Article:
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You Make the Call: Manhattanites Trade Studio for ‘a Wall and a Door’

You Make the Call: Manhattanites Trade Studio for ‘a Wall and a Door’


Nichole Waldman and Vincenzo Lombardi were high school sweethearts in their native New Jersey. They later rented an alcove studio in a co-op near Union Square, paying in the low $3,000s for almost 600 square feet.

They were happy with their lively neighborhood and their building, with its helpful staff. But after nearly four years, they grew tired of living in one room.

Both work long hours — she in accounting, he in finance — and their schedules were out of sync. Ms. Waldman sometimes arrived home after midnight, and Mr. Lombardi rose before dawn. If the click of the door didn’t wake him up, the lights did.

“It was affecting his sleep,” Ms. Waldman said. “I felt bad about that.”

The couple, who plan to get married in the fall, often discussed upgrading to a one-bedroom. Last winter, two catalysts emerged: They got a noisy new neighbor upstairs who wore heels and partied at night. And an extensive renovation began next door, where two studios were being combined. Sawdust coated their apartment, apparently entering through the vents.

The couple, both 29, decided it was time to “create a new home for ourselves that really felt like a home,” Ms. Waldman said.

[Did you recently buy or rent a home? We want to hear from you. Email: thehunt@nytimes.com]

Last winter they went looking for a doorman building in Lower Manhattan. “We weren’t necessarily looking for more square footage,” Ms. Waldman said. “We wanted a wall and a door.”

Their price range was up to $3,800 a month, preferably in a midsize building with a responsive staff. They contacted Loftey, the brokerage they had used to find their Union Square rental, and were matched with Marc Simons, a licensed salesman there.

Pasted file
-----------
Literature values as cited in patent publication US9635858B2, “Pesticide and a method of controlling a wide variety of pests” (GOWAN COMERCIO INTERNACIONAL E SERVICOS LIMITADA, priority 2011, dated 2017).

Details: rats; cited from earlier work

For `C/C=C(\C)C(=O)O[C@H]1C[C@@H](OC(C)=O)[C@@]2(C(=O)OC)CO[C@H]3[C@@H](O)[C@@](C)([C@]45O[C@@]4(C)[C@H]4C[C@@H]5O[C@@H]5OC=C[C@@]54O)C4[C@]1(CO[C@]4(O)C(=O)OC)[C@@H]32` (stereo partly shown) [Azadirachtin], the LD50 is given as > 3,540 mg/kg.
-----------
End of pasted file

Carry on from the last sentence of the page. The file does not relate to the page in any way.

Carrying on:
The couple learned that the apartment they envisioned didn’t exist. One place in Chelsea was tempting, but it cost more than $4,000 a month. Hudson Yards was within their budget, but it felt like a transit hub rather than a neighborhood.

“A lot of people want to live downtown and find they are not getting much for their dollar,” Mr. Simons said. “We steered them toward the Upper East Side.”

Among the places they considered there, all in buildings dating to the late 1980s:

At the massive, four-tower Normandie Court complex on East 95th Street, the couple toured three similar units on high floors. Each had a great view and around 675 square feet.

The laundry machines were available 24 hours a day, and the rooftop health club included a pool.

Rent was in the low $3,000s.

At this condo in the East 70s, a one-bedroom of around 725 square feet was going for $3,495. The building “felt similar to where we were living, with friendly doormen who know you,” Ms. Waldman said.

The apartment got northern light and had plenty of closet space. The kitchen was renovated, but the bathroom was worn, although they could negotiate for an upgrade. A laundry room was on the same floor.

This unit, also in the East 70s, was on a high floor with southern sun and almost 650 square feet.

It included a stacked washer-dryer in the kitchen and a small balcony, along with custom finishings: built-in shelving and cabinets, motorized window shades and lighting with dimmers.

The rent was $3,395.

Find out what happened next by answering these two questions:



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